Noragami – 10

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It’s great to see the ablution worked, as Yukine is no longer a demonic bomb, and even gets a part-time job helping Daikoku in order to pay him back. There’s also a sense that Yukine is far luckier than he imagined, as Yato was being uncommonly patient with him. Around the same time, Lord Tenjin’s regalia Miyu gave him one little sting, and for that she was banished without appeal. Harsh!

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The bond between Yato, Yukine, and Hiyori has never been stronger or more stable, and yet when Yato asks Tenjin for advice on how to solve Hiyori’s problem (we were wondering when he’d get around to that!), Tenjin tells him that could be the problem: Hiyori has grown too close and familiar with Yato, and his first task in ridding her of her cord is to cut off all ties. Of course, that isn’t something any of the three friends want.

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Even though Yato never gets around to her about it, we’re sure Hiyori wouldn’t be happy about the prospect of abandoning two friends that have become just as real as her living ones at school. By now Hiyori has a pretty good (if incomplete) idea of how perilous her existential situation is, but she still seems willing to continue taking that risk if it means she can still be with them, having fun and helping each other out.

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However, it looks like the matter of whether Yato will tell her what Tenjin said (or whether it would actually work) is made moot by Nora, who is royally pissed off that Yato not only squandered the best opportunity to ditch Yukine, but that Hiyori was integral in keeping them together. In return, Nora lures her into isolation and sics masked wolves on her. The wolves disintegrate at dawn, but Nora isn’t done: she apparently wipes Hiyori’s memory, eliminating her from the equation out of the belief she makes Yato weaker.

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Meanwhile, Yato is kept busy by hordes of scorpion phantoms set up by Rabo, another calamity god, who has come to kill him. Yato and Yukine deal with them relatively easily, but by the time they meet up with Hiyori, she no longer knows who they are…which is obviously not good! This could have been a pleasant (and well-earned) festival episode for the trio, but with just two episodes left, the show wisely kept the pressure on by immediately introducing the next threat.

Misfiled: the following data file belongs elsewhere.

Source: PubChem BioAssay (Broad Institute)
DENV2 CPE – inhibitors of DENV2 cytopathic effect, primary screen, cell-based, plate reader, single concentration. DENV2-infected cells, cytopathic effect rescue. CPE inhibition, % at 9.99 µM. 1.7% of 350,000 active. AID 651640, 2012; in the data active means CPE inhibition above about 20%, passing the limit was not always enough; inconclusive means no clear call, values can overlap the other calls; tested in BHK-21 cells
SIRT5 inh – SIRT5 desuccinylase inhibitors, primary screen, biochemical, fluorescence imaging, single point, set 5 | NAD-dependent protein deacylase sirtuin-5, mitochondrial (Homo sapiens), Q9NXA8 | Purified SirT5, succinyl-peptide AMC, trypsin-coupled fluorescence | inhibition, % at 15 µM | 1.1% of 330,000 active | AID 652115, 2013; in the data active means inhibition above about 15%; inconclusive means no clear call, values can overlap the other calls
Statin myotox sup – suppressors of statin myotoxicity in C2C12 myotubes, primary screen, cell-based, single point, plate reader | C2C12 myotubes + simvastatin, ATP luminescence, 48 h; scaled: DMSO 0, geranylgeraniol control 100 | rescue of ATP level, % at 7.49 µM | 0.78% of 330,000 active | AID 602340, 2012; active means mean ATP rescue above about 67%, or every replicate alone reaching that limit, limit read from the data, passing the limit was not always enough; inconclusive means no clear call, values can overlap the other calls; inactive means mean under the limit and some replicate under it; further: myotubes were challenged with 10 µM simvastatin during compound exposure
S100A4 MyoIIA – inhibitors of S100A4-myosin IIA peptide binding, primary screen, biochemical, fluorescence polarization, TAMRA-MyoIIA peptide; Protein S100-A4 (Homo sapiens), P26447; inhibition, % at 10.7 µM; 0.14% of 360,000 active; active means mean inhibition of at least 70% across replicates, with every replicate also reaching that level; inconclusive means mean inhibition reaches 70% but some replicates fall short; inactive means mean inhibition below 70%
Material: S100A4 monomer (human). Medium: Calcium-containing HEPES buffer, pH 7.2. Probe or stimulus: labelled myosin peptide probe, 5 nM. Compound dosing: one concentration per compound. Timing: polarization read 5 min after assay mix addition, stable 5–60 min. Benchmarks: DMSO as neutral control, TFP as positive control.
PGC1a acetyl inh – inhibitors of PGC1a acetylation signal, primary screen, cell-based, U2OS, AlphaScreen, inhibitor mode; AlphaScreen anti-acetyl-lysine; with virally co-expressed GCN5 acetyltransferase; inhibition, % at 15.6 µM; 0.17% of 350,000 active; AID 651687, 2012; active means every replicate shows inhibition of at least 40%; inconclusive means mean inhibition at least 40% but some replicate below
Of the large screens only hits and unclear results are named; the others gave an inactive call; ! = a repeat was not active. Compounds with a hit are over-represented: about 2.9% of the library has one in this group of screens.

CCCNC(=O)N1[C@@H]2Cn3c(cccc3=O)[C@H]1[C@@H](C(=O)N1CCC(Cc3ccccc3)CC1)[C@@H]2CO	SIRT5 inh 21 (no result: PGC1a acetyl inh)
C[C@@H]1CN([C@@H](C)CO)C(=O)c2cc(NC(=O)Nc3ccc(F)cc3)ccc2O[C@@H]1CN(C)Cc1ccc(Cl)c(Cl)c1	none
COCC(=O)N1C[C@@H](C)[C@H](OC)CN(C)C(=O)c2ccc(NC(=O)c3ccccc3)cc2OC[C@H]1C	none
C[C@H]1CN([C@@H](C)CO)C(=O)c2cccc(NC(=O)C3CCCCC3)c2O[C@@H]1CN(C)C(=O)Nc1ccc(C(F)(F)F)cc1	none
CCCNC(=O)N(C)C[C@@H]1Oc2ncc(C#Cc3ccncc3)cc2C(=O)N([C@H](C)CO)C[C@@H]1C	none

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Rating: 8 
(Great)

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Noragami – 09

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As it turns out, Daikoku’s borderline was only a precautionary measure to protect Kofuku; he allows Hiyori (and only Hiyori) to enter the shrine and shower in the spring water. But there are only two ways to cure Yato: if he himself slays the increasingly corrupted Yukine (something he won’t do) or if three regalias combine their powers and initiate an ablution—the confinement and punishment of Yukine until he confesses to his sins and repents. It’s a neat concept: only regalias can fairly judge other regalias, since they were both human at one point.

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But first, three regalias are needed. Daikoku, setting aside his dislike of Yato for Kofuku and Hiyori’s sakes, visits every shrine in the area begging for volunteers. Mayu is the first who agrees to help, an interesting gesture that almost suggests a smidgen of guilt harbored due to making Yato release her from his service—or maybe just because her distance from Yato in Lord Tenjin’s employ has led to a gradual dissipation of the hatred she felt for him when they parted ways. Even regalias need a cooling-off period. That leaves one more regalia required, and while Hiyori’s pleas for Kurama were initially ignored, the debt he still owes Yato moves him to volunteer as well.

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That’s a good thing, because we were worried for a moment there that Hiyori would seek the help of Nora, which was bound to cause more trouble than it solved. So with the three unlikely regalias joined, the final piece of the puzzle is Yukine, who is steadfastly unrepentant and believes himself unworthy of the punishment they start to dole out. It’s an uphill battle, as he nearly transforms into a phantom, nearly wiping away the mark of the name Yato gave him. Yukine isn’t guilty so much as angry and resentful that he can’t interact with people of the near shore anymore. Yato knows he has to call out to him, but is weak and needs time to gather himself to say the proper words.